Cirrhosis of the Liver

Cirrhosis is the development of scar tissue in the liver caused by any form of chronic liver disease.

Symptoms of cirrhosis

Typically, people have few symptoms in the early stages of cirrhosis. However, as more healthy cells are replaced by scar tissue, symptoms may develop, such as

  • loss of appetite
  • weight loss
  • weakness
  • easy bruising
  • jaundice
  • accumulation of fluid in the abdomen and legs

Diagnosis of Cirrhosis

Evidence of cirrhosis typically may be detected by a physical exam, but more often blood tests or imaging studies of the liver are required to determine if chronic liver disease has progressed to cirrhosis. A liver biopsy—where a small sample of liver tissue is removed for laboratory analysis—also may be performed to evaluate how badly the liver is damaged and whether cancer has developed.

Treatment of Cirrhosis

To prevent cirrhosis development, treatment is directed toward the underlying cause (viruses, alcohol, or autoimmune hepatitis). Once scar tissue develops in the liver, it is irreversible. Therapy is then directed at controlling the complications of the scarred liver.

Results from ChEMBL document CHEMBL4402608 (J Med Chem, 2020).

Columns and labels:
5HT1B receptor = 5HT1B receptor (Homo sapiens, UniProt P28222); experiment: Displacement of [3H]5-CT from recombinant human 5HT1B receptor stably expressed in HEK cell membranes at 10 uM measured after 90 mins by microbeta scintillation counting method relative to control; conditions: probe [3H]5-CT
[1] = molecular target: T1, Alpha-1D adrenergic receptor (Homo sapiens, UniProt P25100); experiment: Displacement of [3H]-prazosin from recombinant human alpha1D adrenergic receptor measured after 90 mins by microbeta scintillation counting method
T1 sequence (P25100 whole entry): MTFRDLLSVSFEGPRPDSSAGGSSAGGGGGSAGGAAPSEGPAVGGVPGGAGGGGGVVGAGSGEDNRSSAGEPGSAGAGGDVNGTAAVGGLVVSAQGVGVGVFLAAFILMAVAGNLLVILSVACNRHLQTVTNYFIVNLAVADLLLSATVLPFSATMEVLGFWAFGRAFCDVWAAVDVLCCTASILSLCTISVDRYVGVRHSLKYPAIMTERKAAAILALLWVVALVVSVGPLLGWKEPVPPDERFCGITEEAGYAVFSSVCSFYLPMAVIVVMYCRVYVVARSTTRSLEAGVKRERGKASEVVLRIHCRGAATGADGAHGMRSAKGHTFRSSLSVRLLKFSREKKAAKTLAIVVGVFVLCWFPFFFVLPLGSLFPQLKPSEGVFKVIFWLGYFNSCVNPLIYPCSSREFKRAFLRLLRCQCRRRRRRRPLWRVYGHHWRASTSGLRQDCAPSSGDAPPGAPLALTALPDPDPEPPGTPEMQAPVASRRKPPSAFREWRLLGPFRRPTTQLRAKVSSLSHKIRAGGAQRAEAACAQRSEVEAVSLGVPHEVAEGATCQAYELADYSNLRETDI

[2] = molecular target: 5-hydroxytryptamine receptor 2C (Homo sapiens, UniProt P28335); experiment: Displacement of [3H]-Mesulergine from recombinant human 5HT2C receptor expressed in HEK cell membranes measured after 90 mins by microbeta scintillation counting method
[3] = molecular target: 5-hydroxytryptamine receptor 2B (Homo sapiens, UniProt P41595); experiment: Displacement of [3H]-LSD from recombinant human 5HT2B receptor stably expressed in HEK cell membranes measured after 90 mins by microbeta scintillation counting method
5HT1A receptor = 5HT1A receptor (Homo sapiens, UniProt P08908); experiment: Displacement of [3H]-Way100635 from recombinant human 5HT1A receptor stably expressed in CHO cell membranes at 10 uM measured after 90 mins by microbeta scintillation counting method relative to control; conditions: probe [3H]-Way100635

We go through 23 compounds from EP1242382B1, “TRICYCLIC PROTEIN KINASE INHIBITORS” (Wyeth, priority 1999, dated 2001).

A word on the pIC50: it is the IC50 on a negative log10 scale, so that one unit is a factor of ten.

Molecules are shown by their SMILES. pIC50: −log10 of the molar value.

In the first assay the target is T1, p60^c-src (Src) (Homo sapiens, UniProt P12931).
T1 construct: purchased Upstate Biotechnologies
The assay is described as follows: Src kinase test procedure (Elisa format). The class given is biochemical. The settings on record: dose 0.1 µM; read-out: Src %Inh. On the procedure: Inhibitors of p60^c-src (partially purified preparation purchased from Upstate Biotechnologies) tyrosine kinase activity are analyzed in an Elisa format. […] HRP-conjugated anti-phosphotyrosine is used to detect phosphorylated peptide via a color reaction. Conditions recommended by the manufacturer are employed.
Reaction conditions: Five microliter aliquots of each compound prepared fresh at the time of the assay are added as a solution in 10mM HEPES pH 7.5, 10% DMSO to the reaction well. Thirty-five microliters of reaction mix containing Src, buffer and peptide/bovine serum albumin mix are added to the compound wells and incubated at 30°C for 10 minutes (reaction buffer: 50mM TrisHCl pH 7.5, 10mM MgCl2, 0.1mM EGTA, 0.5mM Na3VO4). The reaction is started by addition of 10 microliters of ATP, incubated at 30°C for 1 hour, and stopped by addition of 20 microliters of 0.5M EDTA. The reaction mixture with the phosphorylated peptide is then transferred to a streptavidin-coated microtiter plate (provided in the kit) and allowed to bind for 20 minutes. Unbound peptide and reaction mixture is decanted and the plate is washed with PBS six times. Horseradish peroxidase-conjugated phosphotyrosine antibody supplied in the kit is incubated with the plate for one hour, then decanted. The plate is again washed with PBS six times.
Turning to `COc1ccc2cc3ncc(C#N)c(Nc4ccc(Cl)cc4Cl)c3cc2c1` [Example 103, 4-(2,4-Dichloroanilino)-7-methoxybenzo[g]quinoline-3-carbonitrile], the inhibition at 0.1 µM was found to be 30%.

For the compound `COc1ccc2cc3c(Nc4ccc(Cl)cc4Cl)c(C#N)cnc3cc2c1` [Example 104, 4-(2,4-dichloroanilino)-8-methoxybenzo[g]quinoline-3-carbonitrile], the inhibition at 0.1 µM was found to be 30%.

Fluid accumulation in the abdomen or legs is treated with a low-salt diet and diuretics. Large blood vessels (varices) that can rupture easily and bleed profusely may form around the stomach and esophagus. These varices may require certain medications (beta-blockers) or endoscopic treatment. If these complications fail to respond to medication, a liver transplant may be necessary.

Publication Review By: H. Franklin Herlong, M.D.

Published: 25 Mar 2011

Last Modified: 13 Nov 2014